Galak-Z: The Dimensional

As the new wave of rougelikes continues to flourish, gamers are treated to more and more interesting takes on the genre. The latest of the bunch, Galak-Z: The Dimensional is a space-faring shooter with a very apparent anime inspiration. The tributes to rougelikes that have come before it and nods to Ichiro Itano aren’t there as just references to win over fans. Instead, Galak-Z takes its inspirations, puts them proudly on its sleeve and goes flying into space with bold decisions, a gorgeous art style, and gameplay that will make even the worst technical glitch seem passable. Oh, and it has the best pause screen of 2015, possibly ever. Look at it below and try and argue with me.

Humanity is not in a good spot when Galak-Z starts. It seems like a lot of the human pilots have been killed and, of course, you are one of the few pilots left. Atak, the game’s main character, is your typical “too young to be a hero” hero who finds himself thrown into a conflict involving the evil imperial scum who rule the galaxy, alien bugs and raiders who just want people to suffer. Unfortunately, that’s about as much story as you’ll be getting when it comes to Galak-Z. While the game’s art style and overall look and feel set it up to be a fun, episodic story, the game has what amounts to a bare bones, thrown together plot that is entirely forgettable. The game itself is even split into seasons that must be completed in one swoop without dying. Once you die you head back to the start of the season and go at it all over again. However, it quickly becomes apparent that Galak-Z isn’t here for the story, it’s here for the gameplay.

At the start of the game you’re given control of a ship that can shoot basic lasers as well as missiles, boost for extra speed and juke out of the way of incoming fire. After a short time playing you learn how to strafe which comes in huge handy and at the start of season two your ship can turn into a mech, making all of your 1980s cartoon fantasies come true. Knowing that you can do all of these neat tricks isn’t enough in Galak-Z -- you need to master these techniques in order to succeed and stay alive. For a game that plays as an isometric space shooter rougelike with corridors and upgrades there are a lot of games to draw comparisons to in terms of gameplay. I doubt that Halo is on that list for many people but the combat AI in Galak-Z is worthy of the comparison.

Enemies in Galak-Z are up for the challenge and most of them are more than capable of taking you out. Dogfights with enemy ships can often last minutes as they maneuver away from your lasers and fire off missiles of their own. Enemies are particularly good at leading their shots, making your strafe ability all the more important. I was actually awestruck at how good the enemies were at leading shots and often times I would die and not even feel bad about it, they deserved to kill me because they were better than me. These fights are the epitome of what Galak-Z is all about: short, intense fights that keep you on the edge of your seat, grasping your controller and praying for a favorable outcome by any means necessary. Of course, you’re not just fighting enemies with a laser forever.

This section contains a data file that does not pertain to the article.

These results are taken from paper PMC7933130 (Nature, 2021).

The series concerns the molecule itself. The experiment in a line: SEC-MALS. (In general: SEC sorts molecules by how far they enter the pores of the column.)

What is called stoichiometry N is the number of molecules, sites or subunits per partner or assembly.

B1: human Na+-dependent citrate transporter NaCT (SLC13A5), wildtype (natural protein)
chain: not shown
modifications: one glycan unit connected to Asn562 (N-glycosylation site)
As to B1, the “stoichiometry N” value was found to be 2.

As Galak-Z progresses you earn and find upgrades in the world. These upgrades can be improvements for your shield, missile capacity, lasers, health and so on. Upgrades are random and they don’t carry over from season to season. Each season is five episodes long so when you finish a season with a fully upgraded ship, it gets wiped at the start of the next season. And yes, the next season will be even more difficult and you will have nothing to work with. Well, that’s not entirely true, you also find Crash Coins in the world which carry over between seasons and give you credits for each coin you have. If you happen to have five coins and you die you can even start at the beginning of the mission rather than having to restart the season over from episode one. Restarting the entire season after dying on the last episode is cause for much frustration but Galak-Z does enough to make you feel like you have the ability to overcome the odds that you never feel cheated. That is, unless we’re talking about technical hiccups.

Aside from the weak story, Galak-Z’s biggest disappointment and source of frustration is its technical issues. As the seasons progress you face more and more enemies and there are times where the frame rate will drop significantly. There were a few times where this drop caused some near-death experiences and in one particular case, caused me to restart and entire season after a fantastic run. I would’ve been fine dying that way if it felt fair and deserved, like every other death, but this just felt wrong. I also experienced the game crashing to the PS4 home screen once or twice, deleting my season progress along with it. These kind of technical issues mar a lot of games but in a game that is so difficult to begin with, any loss of progress is a big hit to take and keep chugging along.

For whatever reason though, I felt the need to keep pushing through Galak-Z. With such tight gameplay and a just-right difficulty level I never felt like I didn’t have the tools to win. And when I found myself in a situation I knew I couldn’t survive but somehow managed to come out on top I jumped for joy with excitement. Galak-Z is the first game in a while to make me feel like I actually accomplished something when I finished a level or beat a boss. It hearkens back to the years of difficult games that were meant to eat as many quarters as possible with an art style to fit that decade as well. There are some technical issues that you’ll need to look past but if you’re able to, you’ll find a game with incredible controls that is just waiting for you to step up to the joysticks.